The groundhog has seen his shadow and you’re leaving the snow tires on while looking over your shoulder at the weather report and wondering if another big storm was on its way.
Snow is certainly a challenge to driving these days. But imagine what it was in the 1920s when automobiles were still relatively new additions to the American road. Among those who purchased automobiles hoping to make their work life easier were a number of Rural Free Delivery carriers. Unlike their city cousins, RFD carriers were, and are, responsible for purchasing their own transportation. And while a new car could make those daily rounds go a lot faster and easier in good weather, bad weather forced many carriers to return to their horses and buggies.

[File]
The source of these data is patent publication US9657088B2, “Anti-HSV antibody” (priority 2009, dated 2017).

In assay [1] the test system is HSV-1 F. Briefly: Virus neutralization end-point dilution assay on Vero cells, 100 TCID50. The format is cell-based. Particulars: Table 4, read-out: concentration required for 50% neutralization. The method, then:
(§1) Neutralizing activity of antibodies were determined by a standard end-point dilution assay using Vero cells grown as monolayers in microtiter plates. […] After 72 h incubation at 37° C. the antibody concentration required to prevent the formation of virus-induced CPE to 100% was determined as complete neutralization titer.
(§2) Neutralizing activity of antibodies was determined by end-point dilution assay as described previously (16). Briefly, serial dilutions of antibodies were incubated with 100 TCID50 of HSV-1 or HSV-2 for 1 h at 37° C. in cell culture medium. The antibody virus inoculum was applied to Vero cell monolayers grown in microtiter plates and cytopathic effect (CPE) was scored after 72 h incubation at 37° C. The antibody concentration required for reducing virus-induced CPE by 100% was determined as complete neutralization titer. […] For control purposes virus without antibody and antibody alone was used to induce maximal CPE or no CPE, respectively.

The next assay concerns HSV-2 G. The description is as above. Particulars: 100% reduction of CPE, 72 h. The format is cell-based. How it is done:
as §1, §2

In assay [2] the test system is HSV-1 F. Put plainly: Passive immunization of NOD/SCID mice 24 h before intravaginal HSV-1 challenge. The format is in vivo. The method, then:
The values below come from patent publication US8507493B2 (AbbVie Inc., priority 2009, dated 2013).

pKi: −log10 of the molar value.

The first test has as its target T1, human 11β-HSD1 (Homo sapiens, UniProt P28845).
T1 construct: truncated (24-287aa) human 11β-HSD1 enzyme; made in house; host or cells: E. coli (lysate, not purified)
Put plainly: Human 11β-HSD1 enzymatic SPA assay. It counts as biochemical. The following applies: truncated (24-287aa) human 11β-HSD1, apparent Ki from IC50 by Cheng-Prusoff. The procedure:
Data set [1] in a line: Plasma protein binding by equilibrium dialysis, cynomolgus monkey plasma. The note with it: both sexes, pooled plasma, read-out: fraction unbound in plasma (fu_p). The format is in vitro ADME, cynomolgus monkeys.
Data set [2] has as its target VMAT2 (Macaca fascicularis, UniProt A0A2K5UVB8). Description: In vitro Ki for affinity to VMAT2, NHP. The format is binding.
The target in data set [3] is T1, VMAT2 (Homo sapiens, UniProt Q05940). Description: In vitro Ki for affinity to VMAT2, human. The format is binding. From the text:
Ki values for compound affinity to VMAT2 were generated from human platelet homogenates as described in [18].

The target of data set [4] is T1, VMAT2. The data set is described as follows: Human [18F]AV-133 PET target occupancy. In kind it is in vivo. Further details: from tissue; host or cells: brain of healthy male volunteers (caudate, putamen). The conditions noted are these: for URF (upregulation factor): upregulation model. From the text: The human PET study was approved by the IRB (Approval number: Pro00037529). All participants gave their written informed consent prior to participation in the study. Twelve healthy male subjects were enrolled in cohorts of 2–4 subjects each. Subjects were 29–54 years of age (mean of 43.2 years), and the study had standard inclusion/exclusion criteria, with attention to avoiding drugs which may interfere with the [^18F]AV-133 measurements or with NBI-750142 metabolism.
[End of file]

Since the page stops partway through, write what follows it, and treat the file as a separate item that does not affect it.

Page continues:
Virgil White of New Holstein, Wisconsin, rode to the rescue. He began tinkering with making automobiles snow-friendly in 1906. By 1922 he was designing and marketing a Model-T snowmobile kit known as the “mailman’s special” or “snowbird.” Rural carriers snapped up the kits, transforming their tire-bound vehicles into triumphant snowmobiles. White opened his Snowmobile Company in West Ossipee, New Hampshire and sold his kits for $250 to $400.
This Model-T “snowbird” belonged to RFD carrier Harold Crabtree of Central Square, New York. It is on display in the museum’s “Reaching Rural America” exhibit.